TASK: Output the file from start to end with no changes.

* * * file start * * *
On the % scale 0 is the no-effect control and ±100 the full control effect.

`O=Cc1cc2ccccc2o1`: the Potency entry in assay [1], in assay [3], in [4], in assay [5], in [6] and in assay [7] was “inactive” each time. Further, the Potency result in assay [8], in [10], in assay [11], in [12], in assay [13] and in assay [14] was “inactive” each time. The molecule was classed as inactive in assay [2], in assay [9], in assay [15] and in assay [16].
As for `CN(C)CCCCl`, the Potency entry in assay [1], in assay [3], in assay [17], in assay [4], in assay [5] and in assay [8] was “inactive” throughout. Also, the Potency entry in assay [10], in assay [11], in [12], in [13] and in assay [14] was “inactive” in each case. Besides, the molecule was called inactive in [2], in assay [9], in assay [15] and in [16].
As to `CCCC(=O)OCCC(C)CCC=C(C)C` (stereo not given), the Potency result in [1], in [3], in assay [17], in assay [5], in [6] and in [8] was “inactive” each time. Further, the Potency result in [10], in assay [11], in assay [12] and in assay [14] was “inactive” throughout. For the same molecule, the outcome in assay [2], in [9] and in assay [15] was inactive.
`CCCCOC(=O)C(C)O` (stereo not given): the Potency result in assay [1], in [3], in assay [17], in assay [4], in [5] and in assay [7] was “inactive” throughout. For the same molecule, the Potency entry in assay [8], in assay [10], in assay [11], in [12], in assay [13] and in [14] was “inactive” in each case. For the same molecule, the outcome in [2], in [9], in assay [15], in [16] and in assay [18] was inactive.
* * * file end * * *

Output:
On the % scale 0 is the no-effect control and ±100 the full control effect.

`O=Cc1cc2ccccc2o1`: the Potency entry in assay [1], in assay [3], in [4], in assay [5], in [6] and in assay [7] was “inactive” each time. Further, the Potency result in assay [8], in [10], in assay [11], in [12], in assay [13] and in assay [14] was “inactive” each time. The molecule was classed as inactive in assay [2], in assay [9], in assay [15] and in assay [16].
As for `CN(C)CCCCl`, the Potency entry in assay [1], in assay [3], in assay [17], in assay [4], in assay [5] and in assay [8] was “inactive” throughout. Also, the Potency entry in assay [10], in assay [11], in [12], in [13] and in assay [14] was “inactive” in each case. Besides, the molecule was called inactive in [2], in assay [9], in assay [15] and in [16].
As to `CCCC(=O)OCCC(C)CCC=C(C)C` (stereo not given), the Potency result in [1], in [3], in assay [17], in assay [5], in [6] and in [8] was “inactive” each time. Further, the Potency result in [10], in assay [11], in assay [12] and in assay [14] was “inactive” throughout. For the same molecule, the outcome in assay [2], in [9] and in assay [15] was inactive.
`CCCCOC(=O)C(C)O` (stereo not given): the Potency result in assay [1], in [3], in assay [17], in assay [4], in [5] and in assay [7] was “inactive” throughout. For the same molecule, the Potency entry in assay [8], in assay [10], in assay [11], in [12], in assay [13] and in [14] was “inactive” in each case. For the same molecule, the outcome in [2], in [9], in assay [15], in [16] and in assay [18] was inactive.